It is common business practice for a company to use corporate owned life insurance in several situations. This article will identify those situations and discuss appropriate amounts of coverage for each of them.
It is customary for a company with more than one shareholder to have in place an agreement between the shareholders which predetermines a course of action for specific situations. This agreement should include a Buy/Sell provision which deals with how a share interest will be purchased or redeemed in the event that a shareholder relinquishes or wishes to relinquish his or her shares in the company, including the death. The corporation will then insure each of the shareholders to the extent that the provision in the agreement dealing with death is all or partially funded. The same is true for those businesses operating as a partnership, as there should be a partnership agreement with provisions similar to the corporate agreement.
The corporation should own and be the beneficiary of sufficient life insurance on each of the partners in order to meet its obligations to re-purchase or redeem the shares of the deceased shareholder from his or her estate. The Shareholders’ Agreement usually has a method of valuing the shares and this is the appropriate amount for which the shareholder should be insured.
KEY PERSON LIFE INSURANCE
A company may employ an individual whose active participation in the company is vital to its success. Some of examples of this “key person” , include an individual who is responsible for the sales success of the company’s product; it could be someone who has an intellectual property key to the enterprise’s good fortune; a law firm may have as a partner an outstanding litigator or effective rainmaker. In other words, if the company should suffer financially as a result of the loss of any employee, shareholder or otherwise, then that company has an insurable interest in that individual.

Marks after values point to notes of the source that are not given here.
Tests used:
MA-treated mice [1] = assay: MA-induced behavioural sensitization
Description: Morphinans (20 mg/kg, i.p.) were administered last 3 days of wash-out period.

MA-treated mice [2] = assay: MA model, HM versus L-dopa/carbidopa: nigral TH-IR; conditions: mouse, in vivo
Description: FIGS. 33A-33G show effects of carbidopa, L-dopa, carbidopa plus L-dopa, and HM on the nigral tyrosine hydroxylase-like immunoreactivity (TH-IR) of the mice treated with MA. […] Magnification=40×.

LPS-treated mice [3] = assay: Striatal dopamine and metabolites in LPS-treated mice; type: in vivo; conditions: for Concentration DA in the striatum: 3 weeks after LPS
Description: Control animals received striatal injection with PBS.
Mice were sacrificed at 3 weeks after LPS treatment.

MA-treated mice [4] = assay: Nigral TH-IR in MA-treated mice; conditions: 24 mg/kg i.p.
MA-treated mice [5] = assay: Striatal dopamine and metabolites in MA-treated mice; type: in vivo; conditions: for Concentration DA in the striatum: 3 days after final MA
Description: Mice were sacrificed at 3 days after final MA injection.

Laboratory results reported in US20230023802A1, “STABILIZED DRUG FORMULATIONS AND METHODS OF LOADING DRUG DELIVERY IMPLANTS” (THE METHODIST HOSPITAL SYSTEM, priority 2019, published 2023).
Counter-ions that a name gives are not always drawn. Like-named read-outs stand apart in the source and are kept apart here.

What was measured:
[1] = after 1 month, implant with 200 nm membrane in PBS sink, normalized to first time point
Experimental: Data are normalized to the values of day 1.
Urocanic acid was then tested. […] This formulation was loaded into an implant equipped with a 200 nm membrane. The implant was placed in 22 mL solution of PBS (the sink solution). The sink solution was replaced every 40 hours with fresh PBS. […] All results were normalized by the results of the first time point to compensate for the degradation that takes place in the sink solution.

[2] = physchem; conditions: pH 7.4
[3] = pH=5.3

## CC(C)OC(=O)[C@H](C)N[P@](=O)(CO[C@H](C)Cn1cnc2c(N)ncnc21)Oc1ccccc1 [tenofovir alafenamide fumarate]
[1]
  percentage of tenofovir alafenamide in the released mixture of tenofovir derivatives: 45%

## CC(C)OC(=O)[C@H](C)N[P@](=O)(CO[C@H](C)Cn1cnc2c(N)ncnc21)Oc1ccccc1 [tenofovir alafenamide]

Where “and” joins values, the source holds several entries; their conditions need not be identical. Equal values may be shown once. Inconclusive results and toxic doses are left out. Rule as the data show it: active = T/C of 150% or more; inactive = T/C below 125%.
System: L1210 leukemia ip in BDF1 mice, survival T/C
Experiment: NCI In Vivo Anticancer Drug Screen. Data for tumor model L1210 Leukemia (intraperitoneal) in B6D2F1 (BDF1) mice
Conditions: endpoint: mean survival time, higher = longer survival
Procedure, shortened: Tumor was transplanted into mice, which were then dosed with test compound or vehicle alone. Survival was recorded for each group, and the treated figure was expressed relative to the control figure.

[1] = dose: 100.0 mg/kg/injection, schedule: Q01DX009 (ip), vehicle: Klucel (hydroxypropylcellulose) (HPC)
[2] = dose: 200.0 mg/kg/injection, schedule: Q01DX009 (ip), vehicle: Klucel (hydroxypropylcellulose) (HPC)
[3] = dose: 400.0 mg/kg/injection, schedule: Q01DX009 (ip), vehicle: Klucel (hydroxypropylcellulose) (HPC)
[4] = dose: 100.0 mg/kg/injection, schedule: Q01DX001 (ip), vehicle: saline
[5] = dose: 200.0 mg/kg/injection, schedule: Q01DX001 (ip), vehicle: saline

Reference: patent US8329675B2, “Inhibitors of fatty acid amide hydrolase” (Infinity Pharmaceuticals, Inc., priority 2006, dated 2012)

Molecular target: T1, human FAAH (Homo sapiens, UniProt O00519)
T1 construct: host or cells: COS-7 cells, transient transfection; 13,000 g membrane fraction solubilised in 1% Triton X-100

The amount of life insurance coverage that the company would take on that key person is usually determined by an estimate as to how much the company would suffer financially if the key employee were to die. Sometimes this can be an arbitrary number, although the insurance company requires justification for any amount of coverage they would issue for this purpose. In other situations, an analysis is undertaken to estimate the loss to share value due to the death of the employee. A company may want to insure such an individual to provide sufficient funds to attract, train and employ a replacement. Usually, this number would include two year’s salary in addition to acquisition and training costs.
LIFE INSURING DEBT
Often a business will make use of bank debt to produce income. This debt may be for normal operating expenses, to make an acquisition vital to the business purpose of the corporation and its shareholders, to pay a dividend to shareholders, or to make a pension contribution for its employees, to name a few. Where the company has borrowed for a business purpose, it is prudent for the firm to insure the lives of the principals so that if there was a death, the loan would be retired. This would protect the working capital of the firm, and would contribute to guaranteeing the financial stability of the company even though it has just lost a key shareholder. Also, many lenders require the shareholders to provide personal guarantees to secure the loan. By life insuring the shareholder in this arrangement, the estate of the deceased is relieved of this burden.
There are some tax advantages for corporations to insure their shareholders to secure debt as well. If the bank requires the life insurance as a condition of the loan (or provides a letter to that effect), a portion of the premium may be tax deductible to the corporation. In order to obtain this deduction the transaction must meet specific criteria as stated in the Income Tax Act. Upon the death of the shareholder, there is another benefit which could accrue to the benefit of the surviving shareholders. Even though the entire proceeds of the life insurance are used to retire the loan, there could be a contribution to what is known as the Capital Dividend Account for an amount up to the insurance proceeds which are used to repay the loan. Capital Dividends can then be paid tax free to the surviving shareholders. In effect, this means that future corporate earnings, retained earnings, or other cash assets can be paid tax free to the shareholders.
The amount of the life insurance required for this use could be equal to the amount of bank or other debt the company has incurred.
These are the main uses of corporate owned life insurance. Other corporate uses for life insurance exist in more sophisticated arrangements. For example, some corporations use life insurance as part of a charitable giving strategy. We can assist you in determining where the needs for life insurance exist in your corporation and how to establish the appropriate amount. Please contact us should you wish to investigate the prudent business practice of corporately owned life insurance.
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